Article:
Tuesday, August 17, 2010

From Keynes to Friedman, and Back Again!

As many undergraduates are prone to do, I took the words of one of my economics professors without any grain of salt whatsoever, and felt comfortable with the assumption that Milton Friedman was an idiot. However, if you really pushed me at the time, I probably couldn't have told you what it was exactly that made him this way. And, as you might have guessed, in time I noticed that this did not exactly mesh so well with my goal of examining primary sources in economic theory. This discomfort prompted me to purchase The Great Contraction (at an outrages price I might add). This "book" is actually a section from Friedman and Schwartz's Monetary History of the United States. I'm sure I'll get to it all in due time, but for now, I've only read the most famous chunk. Part of me thinks it is
inappropriate to discuss this work before I've covered The General Theory by John Maynard Keynes. But, "The Great Contraction" is a simpler work, and a kind of commentary within Keynesian theory. This is why, before I touch on the major points of the work, I'd like to skip a bit through time and tell you how I felt after reading both Keynes and Friedman.

I began to read "The Great Contraction" with a determination to throw away all my presuppositions about Milton Friedman. When I finished it, my mind had been changed. He is a talented historian, a relatively thorough economic theorist, and he makes convincing arguments. However, after reading Keynes, I found his work to possess a degree of genius far superior to Friedman. And, in fact, Friedman's contributions are largely indebted to the superior intellect of Keynes. Thus, my esteem for both economists increased absolutely, but I still feel that Keynes comes out on top.

As for "The Great Contraction"

1. The argument that Friedman and Schwartz make is that the severity of the Great Depression (1929-1933) can to a great extent be explained by FED policy that allowed the Money Supply to collapse. This happened both by allowing banks to fail, and using discount rate in conjunction with open market operations in contractionary ways. This froze credit markets and destroyed the already weak incentive to invest, and might have been the catalyst for turning the recession into a depression.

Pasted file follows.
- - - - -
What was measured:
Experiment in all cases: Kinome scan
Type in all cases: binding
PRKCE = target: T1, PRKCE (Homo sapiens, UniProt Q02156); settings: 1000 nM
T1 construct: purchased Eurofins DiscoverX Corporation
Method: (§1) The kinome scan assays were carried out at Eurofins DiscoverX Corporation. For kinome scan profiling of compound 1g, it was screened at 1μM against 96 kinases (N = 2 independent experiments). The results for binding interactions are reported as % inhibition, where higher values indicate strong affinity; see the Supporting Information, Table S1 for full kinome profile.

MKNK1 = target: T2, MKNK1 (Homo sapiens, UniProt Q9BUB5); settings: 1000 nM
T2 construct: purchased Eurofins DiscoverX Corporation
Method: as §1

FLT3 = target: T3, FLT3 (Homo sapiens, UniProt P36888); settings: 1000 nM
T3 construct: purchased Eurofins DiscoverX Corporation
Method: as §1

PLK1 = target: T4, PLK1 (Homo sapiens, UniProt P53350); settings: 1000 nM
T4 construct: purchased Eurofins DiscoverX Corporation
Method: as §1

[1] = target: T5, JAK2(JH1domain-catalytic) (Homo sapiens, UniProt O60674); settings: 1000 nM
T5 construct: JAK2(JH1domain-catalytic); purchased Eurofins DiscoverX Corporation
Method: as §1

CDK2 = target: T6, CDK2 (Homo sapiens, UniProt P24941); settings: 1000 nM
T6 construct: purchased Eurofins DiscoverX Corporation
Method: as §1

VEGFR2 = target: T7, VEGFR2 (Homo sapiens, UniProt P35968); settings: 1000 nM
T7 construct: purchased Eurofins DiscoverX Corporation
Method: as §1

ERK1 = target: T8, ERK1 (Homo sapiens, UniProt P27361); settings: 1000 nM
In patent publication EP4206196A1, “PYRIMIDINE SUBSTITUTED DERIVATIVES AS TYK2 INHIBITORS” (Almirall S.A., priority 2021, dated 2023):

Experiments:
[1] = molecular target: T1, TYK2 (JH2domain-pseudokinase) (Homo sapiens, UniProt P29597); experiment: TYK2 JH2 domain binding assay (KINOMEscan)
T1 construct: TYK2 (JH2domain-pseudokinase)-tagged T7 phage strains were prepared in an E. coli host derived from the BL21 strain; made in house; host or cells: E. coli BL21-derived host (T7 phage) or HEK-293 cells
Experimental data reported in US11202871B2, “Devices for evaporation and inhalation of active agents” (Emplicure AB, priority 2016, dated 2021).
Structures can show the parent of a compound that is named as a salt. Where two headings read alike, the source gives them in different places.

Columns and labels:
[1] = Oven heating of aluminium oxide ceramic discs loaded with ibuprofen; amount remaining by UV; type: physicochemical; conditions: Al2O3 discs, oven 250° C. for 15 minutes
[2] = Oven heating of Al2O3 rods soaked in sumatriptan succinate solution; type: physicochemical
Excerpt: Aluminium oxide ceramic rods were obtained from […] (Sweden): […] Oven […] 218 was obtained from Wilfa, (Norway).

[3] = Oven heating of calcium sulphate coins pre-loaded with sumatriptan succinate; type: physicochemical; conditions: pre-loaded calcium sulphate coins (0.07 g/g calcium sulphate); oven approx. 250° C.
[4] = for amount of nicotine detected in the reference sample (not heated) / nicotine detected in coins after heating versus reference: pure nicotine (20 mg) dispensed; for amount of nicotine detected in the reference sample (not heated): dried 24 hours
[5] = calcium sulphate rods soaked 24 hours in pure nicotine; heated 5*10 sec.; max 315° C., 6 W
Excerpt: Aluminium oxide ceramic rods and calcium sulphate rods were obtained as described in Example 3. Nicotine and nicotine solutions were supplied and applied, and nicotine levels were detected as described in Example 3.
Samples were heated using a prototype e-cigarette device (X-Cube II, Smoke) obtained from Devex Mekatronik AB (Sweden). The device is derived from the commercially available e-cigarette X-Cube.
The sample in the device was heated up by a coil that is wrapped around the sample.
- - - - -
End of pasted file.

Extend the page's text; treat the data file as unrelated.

2. They make this argument by referring to several historical "episodes". Their goal is to use these episodes to extract a causal relationship between FED policy, the money supply, and the overall direction of the economy. The episodes are:

*The Stock Market Crash (October 1929): This event is known to most. The crash, and the great economic uncertainty that arose thereafter, gave individuals the incentive to hold cash. Thus, not only was a great deal of wealth wiped out by the crash, but the desire to hold cash meant less money for banks to lend out. Thus, the money supply contracted. The recession begins.

*First Banking Panic (October 1930): Runs on banks, prompted by fears about their solvency, actually cause major banks to fail. The FED largely chooses a policy of inaction, thinking it is proper to punish bad banks. The Money Supply shrinks further. The recession deepens.

*Second Banking Panic (March 1931): Continued uncertainty about the soundness of banks sparks a more violent run. Banks try to dump assets on the market to satisfy their depositors, these assets promptly plummet in value. More banks fail, and the Money supply shrinks further. The recession deepens.